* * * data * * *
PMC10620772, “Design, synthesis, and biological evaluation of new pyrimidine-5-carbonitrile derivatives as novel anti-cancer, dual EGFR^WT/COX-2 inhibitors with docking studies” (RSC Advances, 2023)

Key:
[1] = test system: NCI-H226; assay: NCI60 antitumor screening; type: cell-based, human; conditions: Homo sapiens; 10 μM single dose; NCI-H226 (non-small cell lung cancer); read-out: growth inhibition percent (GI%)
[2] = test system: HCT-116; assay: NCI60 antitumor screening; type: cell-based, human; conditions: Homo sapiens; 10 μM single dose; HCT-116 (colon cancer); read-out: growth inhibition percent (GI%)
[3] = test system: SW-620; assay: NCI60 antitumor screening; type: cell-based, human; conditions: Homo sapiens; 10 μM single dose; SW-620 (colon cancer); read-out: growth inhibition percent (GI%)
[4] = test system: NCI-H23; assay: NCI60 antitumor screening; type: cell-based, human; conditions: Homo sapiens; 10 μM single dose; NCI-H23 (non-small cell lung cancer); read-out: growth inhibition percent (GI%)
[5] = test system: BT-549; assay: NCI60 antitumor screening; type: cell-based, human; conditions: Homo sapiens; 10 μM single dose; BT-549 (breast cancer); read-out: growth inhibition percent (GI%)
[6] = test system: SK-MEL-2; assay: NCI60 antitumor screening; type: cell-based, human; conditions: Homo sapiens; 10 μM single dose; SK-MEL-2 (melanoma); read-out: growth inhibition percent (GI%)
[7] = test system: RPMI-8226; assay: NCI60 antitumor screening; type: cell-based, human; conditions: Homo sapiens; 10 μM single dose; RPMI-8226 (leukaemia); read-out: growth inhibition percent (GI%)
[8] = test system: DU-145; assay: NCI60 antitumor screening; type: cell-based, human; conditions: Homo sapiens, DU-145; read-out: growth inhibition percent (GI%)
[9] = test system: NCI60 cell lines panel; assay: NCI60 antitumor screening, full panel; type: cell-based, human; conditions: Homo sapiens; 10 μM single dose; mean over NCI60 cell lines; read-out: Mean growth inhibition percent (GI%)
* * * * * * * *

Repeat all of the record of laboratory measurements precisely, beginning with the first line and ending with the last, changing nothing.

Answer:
PMC10620772, “Design, synthesis, and biological evaluation of new pyrimidine-5-carbonitrile derivatives as novel anti-cancer, dual EGFR^WT/COX-2 inhibitors with docking studies” (RSC Advances, 2023)

Key:
[1] = test system: NCI-H226; assay: NCI60 antitumor screening; type: cell-based, human; conditions: Homo sapiens; 10 μM single dose; NCI-H226 (non-small cell lung cancer); read-out: growth inhibition percent (GI%)
[2] = test system: HCT-116; assay: NCI60 antitumor screening; type: cell-based, human; conditions: Homo sapiens; 10 μM single dose; HCT-116 (colon cancer); read-out: growth inhibition percent (GI%)
[3] = test system: SW-620; assay: NCI60 antitumor screening; type: cell-based, human; conditions: Homo sapiens; 10 μM single dose; SW-620 (colon cancer); read-out: growth inhibition percent (GI%)
[4] = test system: NCI-H23; assay: NCI60 antitumor screening; type: cell-based, human; conditions: Homo sapiens; 10 μM single dose; NCI-H23 (non-small cell lung cancer); read-out: growth inhibition percent (GI%)
[5] = test system: BT-549; assay: NCI60 antitumor screening; type: cell-based, human; conditions: Homo sapiens; 10 μM single dose; BT-549 (breast cancer); read-out: growth inhibition percent (GI%)
[6] = test system: SK-MEL-2; assay: NCI60 antitumor screening; type: cell-based, human; conditions: Homo sapiens; 10 μM single dose; SK-MEL-2 (melanoma); read-out: growth inhibition percent (GI%)
[7] = test system: RPMI-8226; assay: NCI60 antitumor screening; type: cell-based, human; conditions: Homo sapiens; 10 μM single dose; RPMI-8226 (leukaemia); read-out: growth inhibition percent (GI%)
[8] = test system: DU-145; assay: NCI60 antitumor screening; type: cell-based, human; conditions: Homo sapiens, DU-145; read-out: growth inhibition percent (GI%)
[9] = test system: NCI60 cell lines panel; assay: NCI60 antitumor screening, full panel; type: cell-based, human; conditions: Homo sapiens; 10 μM single dose; mean over NCI60 cell lines; read-out: Mean growth inhibition percent (GI%)